13 Mar Harvest and Preserve Your Herbs
HARVEST TIME IN THE GARDEN
Its happening. The days are getting shorter, the nights getting colder, and I’m getting more cranky (yes, even more). Summer is coming to a close, and the harvest season is upon us. Many gardeners lose steam around this time of year— the thrill of weeding is gone, and most of us have already had more tomatoes than we know what to do with. Work demands are increasing, the holiday season is coming into view, and the garden gets less attention than it deserves. Many herbs in the garden are still producing heavily despite the neglect they may suffer. Here in this article we’re going to look at how to get the most out of your herbs before they turn to compost. You’re not going to cook that whole bushel of Thyme (or Basil, Rosemary, or Sage, for that matter) in one meal, most likely. But there are ways to preserve your herbs for winter-long use. First, we’ll go over the harvesting process. After that, we’ll move on to preserving the harvest.
TAKING THE SICKLE
You should harvest herbs all season long, not removing more than 2/3 of the plant’s stems and foliage until frost. Once Autumn season comes, be on the watch for temperature drops. You want to take your final harvest around the time of the first frost. For annual herbs, this final harvest spells the plant’s utter destruction; for perennials, this is simply a drastic pruning. With herbs, the value is typically found in the leaves and stems. Take your pruners, shearers, or sickle and cut the plant down at its main stem or, if it is multi-stemmed, cut all stems down to the crown (‘the crown’ is where the stem/s meet the soil). You can also pull the entire plant out of the soil and compost the roots. Rinse the foliage of any soil and/or insects, then either place on a vented surface with airflow underneath or hang to dry somewhere out of direct sunlight with decent ventilation. You should have plans for these herbs, because some (such as Basil or Cilantro) will dry and wither rather quickly. Some will need hours or days to dry, depending on the plant and the intended use. Take a look at some Marshmallow (Althaea officinalis) I’ve harvested and began drying on paper towels with a fan overhead:
METHODS OF PRESERVATION
Ice Cubes. Many herbs preserve well in frozen, cubed form. After drying your herbs, chop them up and fill your ice cube trays with them, then pour water over the top. After an hour or two, top off the cubes with a bit more water to cover any herb bits poking from the top to prevent freezer burn. Or, instead of water, you could blend your basil with olive oil and pour the mix into cube trays. When the cubes are completely frozen, pop them out and toss them in a freezer bag or container. Use as needed— your herbal cubes will stay good for up to one year.
Frozen Basil Cubes
Vinegar. Herbal vinegars probably have the longest shelf life of all these techniques. To make an herbal vinegar, you will need bottles and cork stoppers, as vinegar will eat away at metal lids. Put about 1/2 cup of herbs (or more for a stronger kick) in the bottle, add any extras like garlic, onion, or pepper for customized flavoring, and pour your choice of vinegar over everything. Cork it up and store in a cool, dark place. The herbal flavor will become more enhanced over the next 4 weeks. Experiment with various herbs and different vinegars to come up with unique flavor combinations.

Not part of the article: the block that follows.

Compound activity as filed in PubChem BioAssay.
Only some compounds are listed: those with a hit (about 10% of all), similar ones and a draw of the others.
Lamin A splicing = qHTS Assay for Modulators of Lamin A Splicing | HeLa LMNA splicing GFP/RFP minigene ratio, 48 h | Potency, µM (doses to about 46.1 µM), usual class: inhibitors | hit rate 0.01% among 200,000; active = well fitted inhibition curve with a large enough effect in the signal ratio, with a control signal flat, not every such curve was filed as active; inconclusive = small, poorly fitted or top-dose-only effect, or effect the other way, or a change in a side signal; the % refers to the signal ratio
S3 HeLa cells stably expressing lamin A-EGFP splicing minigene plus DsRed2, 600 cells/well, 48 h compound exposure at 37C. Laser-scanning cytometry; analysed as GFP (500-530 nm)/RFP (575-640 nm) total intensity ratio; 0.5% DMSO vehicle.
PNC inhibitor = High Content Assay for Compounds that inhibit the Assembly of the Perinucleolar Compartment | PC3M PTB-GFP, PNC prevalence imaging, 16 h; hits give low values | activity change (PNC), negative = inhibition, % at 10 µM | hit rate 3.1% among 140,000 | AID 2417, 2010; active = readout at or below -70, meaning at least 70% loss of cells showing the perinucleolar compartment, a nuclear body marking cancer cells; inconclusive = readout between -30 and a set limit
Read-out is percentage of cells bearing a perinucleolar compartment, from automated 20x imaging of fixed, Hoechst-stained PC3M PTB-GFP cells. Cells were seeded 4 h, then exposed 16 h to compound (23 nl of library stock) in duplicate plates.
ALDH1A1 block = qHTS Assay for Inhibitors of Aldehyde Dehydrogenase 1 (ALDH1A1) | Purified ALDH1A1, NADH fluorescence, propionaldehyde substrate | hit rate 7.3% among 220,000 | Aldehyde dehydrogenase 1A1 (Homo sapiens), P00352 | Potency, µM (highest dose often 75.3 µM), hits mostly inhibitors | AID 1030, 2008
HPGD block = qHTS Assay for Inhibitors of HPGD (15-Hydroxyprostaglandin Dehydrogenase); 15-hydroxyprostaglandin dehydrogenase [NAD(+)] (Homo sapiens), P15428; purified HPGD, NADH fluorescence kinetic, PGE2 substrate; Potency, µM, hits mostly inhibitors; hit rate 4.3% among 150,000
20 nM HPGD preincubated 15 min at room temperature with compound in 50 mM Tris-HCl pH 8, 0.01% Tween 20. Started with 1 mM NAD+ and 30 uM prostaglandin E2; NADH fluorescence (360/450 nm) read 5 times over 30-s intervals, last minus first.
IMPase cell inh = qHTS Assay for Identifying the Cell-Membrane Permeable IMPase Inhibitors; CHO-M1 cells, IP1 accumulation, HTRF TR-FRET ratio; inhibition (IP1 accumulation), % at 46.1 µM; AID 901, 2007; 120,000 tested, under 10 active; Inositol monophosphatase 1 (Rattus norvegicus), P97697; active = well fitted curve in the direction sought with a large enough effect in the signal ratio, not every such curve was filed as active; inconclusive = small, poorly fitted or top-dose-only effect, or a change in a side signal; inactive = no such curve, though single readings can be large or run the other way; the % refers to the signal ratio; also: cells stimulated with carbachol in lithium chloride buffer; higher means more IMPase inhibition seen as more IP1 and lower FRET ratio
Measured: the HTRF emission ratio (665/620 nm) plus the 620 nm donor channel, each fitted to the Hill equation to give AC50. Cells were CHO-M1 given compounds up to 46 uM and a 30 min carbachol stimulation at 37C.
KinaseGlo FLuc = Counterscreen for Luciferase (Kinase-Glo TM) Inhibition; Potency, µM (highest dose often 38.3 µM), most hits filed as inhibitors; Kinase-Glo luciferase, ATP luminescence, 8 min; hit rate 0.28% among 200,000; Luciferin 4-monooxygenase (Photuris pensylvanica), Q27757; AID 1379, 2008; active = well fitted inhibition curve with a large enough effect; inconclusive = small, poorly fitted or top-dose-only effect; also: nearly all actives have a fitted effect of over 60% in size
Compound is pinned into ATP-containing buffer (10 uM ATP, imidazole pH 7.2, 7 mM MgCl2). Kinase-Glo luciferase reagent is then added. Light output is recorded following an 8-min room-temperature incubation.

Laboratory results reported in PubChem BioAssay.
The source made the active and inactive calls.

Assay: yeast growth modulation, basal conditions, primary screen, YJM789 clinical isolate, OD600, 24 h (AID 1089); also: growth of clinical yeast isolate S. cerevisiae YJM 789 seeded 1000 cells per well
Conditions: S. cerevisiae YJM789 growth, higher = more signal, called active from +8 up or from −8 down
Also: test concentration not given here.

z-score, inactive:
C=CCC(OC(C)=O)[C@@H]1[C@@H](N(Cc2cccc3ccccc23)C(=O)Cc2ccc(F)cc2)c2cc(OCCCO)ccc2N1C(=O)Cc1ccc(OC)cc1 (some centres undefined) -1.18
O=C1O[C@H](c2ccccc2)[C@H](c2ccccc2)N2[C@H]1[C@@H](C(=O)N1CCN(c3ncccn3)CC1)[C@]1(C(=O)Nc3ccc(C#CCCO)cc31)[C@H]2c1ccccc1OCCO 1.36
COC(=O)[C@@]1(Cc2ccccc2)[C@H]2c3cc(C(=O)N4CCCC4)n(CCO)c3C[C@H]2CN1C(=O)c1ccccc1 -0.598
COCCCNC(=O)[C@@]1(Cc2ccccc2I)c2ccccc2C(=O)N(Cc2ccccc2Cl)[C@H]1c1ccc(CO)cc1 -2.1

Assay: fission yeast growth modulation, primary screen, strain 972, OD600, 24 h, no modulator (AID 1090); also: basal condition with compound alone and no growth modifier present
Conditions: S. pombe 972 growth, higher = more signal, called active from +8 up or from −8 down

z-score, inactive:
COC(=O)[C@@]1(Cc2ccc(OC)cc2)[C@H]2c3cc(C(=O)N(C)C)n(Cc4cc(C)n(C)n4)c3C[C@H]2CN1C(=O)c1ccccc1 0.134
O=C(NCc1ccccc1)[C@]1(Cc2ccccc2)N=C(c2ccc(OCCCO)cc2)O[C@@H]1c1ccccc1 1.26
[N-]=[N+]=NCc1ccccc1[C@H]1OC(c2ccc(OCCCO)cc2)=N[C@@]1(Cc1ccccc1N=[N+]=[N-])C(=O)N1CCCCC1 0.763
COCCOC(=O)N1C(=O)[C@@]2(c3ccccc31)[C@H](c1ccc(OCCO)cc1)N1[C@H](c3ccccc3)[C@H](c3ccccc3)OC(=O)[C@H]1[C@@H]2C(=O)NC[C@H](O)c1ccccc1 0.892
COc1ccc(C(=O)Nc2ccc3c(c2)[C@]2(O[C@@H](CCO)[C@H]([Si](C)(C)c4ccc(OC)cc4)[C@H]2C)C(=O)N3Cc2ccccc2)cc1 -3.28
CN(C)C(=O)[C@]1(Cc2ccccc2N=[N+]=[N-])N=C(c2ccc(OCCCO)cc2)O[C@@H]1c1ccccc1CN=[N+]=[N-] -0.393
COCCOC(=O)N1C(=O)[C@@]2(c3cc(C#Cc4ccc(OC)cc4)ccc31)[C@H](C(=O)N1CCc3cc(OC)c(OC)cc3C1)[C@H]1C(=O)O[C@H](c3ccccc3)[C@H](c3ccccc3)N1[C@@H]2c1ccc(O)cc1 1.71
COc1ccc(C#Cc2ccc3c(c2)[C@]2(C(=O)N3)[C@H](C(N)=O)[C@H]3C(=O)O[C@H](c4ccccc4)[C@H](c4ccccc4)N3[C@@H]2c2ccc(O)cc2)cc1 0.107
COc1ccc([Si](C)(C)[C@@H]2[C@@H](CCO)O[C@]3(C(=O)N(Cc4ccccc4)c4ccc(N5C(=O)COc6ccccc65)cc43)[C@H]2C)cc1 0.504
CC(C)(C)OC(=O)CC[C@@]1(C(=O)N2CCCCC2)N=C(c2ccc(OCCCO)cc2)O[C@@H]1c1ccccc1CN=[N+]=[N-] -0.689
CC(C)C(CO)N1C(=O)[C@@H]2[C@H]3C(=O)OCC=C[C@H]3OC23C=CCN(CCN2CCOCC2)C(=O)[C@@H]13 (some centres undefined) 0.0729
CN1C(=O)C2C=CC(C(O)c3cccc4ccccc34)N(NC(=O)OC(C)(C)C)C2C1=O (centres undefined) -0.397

Oil. It is essential to thoroughly dry your herbs before preserving in oil, as the presence of moisture could encourage the growth of botulism bacteria. Cover your dehydrated herbs with your choice of oil and store in a cool, dry place. To completely guard yourself against botulism, use the oil within a few weeks. A longer ‘steeping’ time will produce a stronger herbal flavor, however.
Butter. A little off the beaten path in the way of herbal preservation are herbal butters. Combine 1 part minced herbs of your choice with 2 parts softened butter, shape as you like, and freeze. Use all fall and winter long by cutting slices from your log of herbal butter to melt on bread, potatoes, or your favorite hat.
Salt. A really simple way to preserve many herbs and also enhance the flavor of your run of the mill table salt. Simply chop up your herb, place in a bag, plastic container, or jar, and cover with your choice of salt. Shake it up to fully incorporate the herbs and the salt. Over time the salt will
take on more of the herb’s aroma and flavor.
With all these ways to keep your herbs, you can feast from your garden throughout the entire winter and even until the next season’s crop springs up. If you have a favorite way you like to preserve your harvest, we’d love to hear about it— come stop by our Garden Center in Red Hook or Manhattan or send me an email at firstname.lastname@example.org.
Happy harvesting, and Bon Appétit!